Music video production crews create the visual world of a song. 

The art of the music video has evolved a lot in the last few decades. Now, in our world of nonstop video content, music videos must do more to stand out; this means more has to go into producing a great visual product that will draw in fans. This is no small task, and it takes a lot of work, but the end product can be especially rewarding.

Most crews are led by a director who works closely with a musician to develop a vision. Depending on the scope of a musician's career, there may be producers or representatives from an artist's record label involved, who may affect the concept with budget, time, or image constraints. The camera operator or director of photography is the person responsible for capturing footage on camera. This requires a deep understanding of camera workings and the technical components required to achieve a particular visual effect, including special lenses, camera rigs, and more. A camera operator may set up lights or work with a crew of light technicians to achieve the right look. Set designers are responsible for creating the physical space a video will be shot in. Sometimes this involves finding a location to shoot at or constructing a series of rooms within a studio. There may be a whole crew of carpenters, props masters, and set dressers on board for high-budget projects, while smaller crews may have a single person who does it all. Increasingly, music videos feature special effects or animation, which calls for a creative director who works closely with a post-production team. Digital effects may be used instead of physical sets or in addition to them, depending on the video's concept. A large music video production is usually buzzing with lighting crew, wardrobe coordinators, makeup artists, and production assistants. In this way, it's identical to a short film shoot; however, music videos rarely have scripts or extended dialogue, and often feature stylized shots of the artist performing. Another key difference is sound; since music videos almost always feature pre-recorded music, they often don't require the same high-quality on-set sound recording, though sound will still be taken for the purpose of syncing footage. A video editor is rarely present for a shoot, but will work with the director to assemble the footage taken into a complete video.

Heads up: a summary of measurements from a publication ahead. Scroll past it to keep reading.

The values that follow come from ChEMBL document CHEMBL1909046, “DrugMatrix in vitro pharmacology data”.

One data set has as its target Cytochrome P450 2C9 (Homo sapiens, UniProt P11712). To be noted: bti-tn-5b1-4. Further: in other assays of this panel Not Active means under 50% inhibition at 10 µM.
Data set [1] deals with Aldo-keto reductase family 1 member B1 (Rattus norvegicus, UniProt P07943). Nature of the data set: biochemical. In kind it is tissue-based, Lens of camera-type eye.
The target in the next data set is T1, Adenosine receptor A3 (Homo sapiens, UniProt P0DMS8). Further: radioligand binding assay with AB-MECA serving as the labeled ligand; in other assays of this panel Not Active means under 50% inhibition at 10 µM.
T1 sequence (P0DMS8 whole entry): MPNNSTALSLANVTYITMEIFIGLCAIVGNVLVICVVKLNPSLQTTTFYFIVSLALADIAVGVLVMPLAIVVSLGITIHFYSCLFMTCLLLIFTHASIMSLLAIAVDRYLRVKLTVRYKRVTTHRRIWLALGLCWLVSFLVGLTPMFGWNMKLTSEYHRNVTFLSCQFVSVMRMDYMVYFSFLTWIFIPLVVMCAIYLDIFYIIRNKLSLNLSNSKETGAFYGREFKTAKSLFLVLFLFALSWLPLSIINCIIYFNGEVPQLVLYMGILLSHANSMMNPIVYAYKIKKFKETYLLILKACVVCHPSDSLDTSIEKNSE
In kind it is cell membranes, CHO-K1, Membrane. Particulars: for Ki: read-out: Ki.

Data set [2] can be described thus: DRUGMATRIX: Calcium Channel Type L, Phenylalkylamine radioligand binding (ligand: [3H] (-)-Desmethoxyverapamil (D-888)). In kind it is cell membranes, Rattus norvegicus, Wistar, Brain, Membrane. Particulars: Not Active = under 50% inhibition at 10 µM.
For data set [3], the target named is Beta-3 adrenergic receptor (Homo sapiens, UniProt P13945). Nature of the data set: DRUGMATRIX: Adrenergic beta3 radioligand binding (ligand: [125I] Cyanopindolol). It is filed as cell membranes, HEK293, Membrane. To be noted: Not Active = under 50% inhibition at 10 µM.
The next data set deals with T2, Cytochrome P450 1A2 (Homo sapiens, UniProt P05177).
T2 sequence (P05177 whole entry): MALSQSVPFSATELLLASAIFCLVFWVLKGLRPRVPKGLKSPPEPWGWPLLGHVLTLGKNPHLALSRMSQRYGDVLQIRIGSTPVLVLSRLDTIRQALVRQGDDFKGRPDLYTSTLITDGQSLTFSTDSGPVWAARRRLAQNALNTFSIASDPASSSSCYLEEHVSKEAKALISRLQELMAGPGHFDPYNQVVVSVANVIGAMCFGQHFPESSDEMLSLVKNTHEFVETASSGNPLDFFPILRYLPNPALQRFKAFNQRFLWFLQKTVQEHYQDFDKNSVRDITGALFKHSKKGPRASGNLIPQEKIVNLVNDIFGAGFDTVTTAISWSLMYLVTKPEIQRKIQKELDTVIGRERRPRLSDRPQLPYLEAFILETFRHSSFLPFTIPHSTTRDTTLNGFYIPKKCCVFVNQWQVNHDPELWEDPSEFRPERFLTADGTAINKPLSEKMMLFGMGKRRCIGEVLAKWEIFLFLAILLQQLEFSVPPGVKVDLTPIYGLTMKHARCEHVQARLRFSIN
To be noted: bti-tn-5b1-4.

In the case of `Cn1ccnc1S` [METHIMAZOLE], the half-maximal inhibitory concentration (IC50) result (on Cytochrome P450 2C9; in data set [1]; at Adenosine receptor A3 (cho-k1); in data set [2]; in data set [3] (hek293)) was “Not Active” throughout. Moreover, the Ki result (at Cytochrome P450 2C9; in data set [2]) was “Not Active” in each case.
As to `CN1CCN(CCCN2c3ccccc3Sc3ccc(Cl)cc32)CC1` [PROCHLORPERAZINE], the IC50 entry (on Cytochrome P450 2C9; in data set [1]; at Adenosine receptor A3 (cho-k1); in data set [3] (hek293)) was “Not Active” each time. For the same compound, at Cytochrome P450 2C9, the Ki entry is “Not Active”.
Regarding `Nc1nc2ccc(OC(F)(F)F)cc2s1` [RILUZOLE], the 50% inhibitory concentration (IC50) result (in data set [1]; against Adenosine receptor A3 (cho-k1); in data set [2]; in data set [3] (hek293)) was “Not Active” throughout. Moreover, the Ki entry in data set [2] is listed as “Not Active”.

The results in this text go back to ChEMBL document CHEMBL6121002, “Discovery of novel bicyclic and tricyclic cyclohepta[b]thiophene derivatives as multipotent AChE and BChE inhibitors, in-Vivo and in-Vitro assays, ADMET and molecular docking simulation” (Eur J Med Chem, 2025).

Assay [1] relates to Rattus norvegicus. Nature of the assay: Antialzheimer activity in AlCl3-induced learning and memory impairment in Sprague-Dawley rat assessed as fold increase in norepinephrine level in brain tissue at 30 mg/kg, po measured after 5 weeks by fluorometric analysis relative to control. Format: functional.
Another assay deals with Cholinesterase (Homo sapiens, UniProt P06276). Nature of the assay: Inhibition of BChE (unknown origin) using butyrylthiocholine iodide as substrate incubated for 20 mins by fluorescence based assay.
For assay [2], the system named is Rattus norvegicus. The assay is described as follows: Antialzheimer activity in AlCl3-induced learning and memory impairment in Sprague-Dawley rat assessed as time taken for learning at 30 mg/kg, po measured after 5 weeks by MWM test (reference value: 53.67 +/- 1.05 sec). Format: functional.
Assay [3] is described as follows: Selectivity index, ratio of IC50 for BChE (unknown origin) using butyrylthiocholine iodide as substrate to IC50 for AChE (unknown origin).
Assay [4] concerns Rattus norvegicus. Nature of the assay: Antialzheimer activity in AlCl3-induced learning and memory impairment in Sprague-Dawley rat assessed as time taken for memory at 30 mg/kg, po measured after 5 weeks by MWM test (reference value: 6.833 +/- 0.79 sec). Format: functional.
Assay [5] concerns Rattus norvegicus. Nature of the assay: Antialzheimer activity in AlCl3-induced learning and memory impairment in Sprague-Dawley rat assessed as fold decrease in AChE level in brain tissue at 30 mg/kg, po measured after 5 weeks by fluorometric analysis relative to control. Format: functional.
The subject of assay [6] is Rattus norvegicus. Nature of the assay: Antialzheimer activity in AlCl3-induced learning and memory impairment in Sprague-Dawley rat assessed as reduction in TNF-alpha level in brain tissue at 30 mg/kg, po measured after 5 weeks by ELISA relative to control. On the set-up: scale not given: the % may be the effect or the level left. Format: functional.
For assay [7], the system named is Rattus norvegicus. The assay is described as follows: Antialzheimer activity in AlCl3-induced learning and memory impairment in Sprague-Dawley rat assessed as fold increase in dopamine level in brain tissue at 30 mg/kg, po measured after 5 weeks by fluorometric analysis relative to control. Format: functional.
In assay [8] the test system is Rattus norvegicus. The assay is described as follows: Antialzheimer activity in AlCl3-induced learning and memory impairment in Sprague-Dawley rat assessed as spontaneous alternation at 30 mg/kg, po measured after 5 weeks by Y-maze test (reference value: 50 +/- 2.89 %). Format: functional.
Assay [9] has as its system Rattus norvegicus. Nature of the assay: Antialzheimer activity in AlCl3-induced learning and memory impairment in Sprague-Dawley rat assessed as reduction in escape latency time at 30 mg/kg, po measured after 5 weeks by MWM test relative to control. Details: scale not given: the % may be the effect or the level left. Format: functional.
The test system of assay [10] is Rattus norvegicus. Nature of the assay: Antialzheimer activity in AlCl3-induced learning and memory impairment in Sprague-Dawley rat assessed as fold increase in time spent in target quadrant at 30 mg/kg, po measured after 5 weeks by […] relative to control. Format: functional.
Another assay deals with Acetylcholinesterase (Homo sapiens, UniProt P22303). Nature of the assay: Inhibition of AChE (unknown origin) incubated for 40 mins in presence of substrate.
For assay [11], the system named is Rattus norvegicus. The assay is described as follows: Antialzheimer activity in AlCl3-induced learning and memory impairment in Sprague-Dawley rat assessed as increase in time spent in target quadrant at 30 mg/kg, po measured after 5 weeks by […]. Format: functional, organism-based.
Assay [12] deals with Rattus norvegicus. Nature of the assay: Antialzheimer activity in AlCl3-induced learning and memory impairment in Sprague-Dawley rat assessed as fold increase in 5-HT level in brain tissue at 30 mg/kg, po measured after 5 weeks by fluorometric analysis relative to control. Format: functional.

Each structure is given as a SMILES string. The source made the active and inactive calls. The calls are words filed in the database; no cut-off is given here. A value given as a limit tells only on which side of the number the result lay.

Work in music video production may include...

  • Developing a look to go with a pre-recorded song
  • Casting actors or backup dancers and getting a crew together
  • Shooting footage of a musical artist
  • Creating a distinct visual world
  • Compiling footage into a video that matches the director's vision

The best way to start making music videos is to shoot some and see what works; aspiring directors may grab a camera or team up with a camera operator and make some simple videos for local artists. Once they have built a portfolio, they can connect with higher profile artists and begin charging standard rates. At higher levels within the industry, an artist's representation or record label may be responsible for finding video directors and crew. Having a solid portfolio of whatever it is you do, whether it's building sets or painting faces, will help the people looking to hire crew determine whether you're a good fit. Once you get on set, be prepared to work hard; days are long, often ten or twelve hours, and may involve equal periods of frenzied preparation and quietly standing around. However, the final product tends to be very rewarding, and having your work noticed in a music video is a great way to line up future gigs. Directors who have a good relationship with a recording artist may work with them again and again, and they're likely to bring stellar crew members with them on multiple shoots.

Many aspiring directors, camera operators, and lighting professionals pursue degrees in film production, where it's common to make music videos for courses. This can be a great way to build that portfolio and start working more frequent or higher-paid gigs.

If you want to work on the line between music and film, consider a career in music video production.

The Music Video Production Association is widely recognized as the official organization representing music video production companies.

WE DIRECT MUSIC VIDEOS pushes for improvements in the music video process on behalf of thousands of music video directors.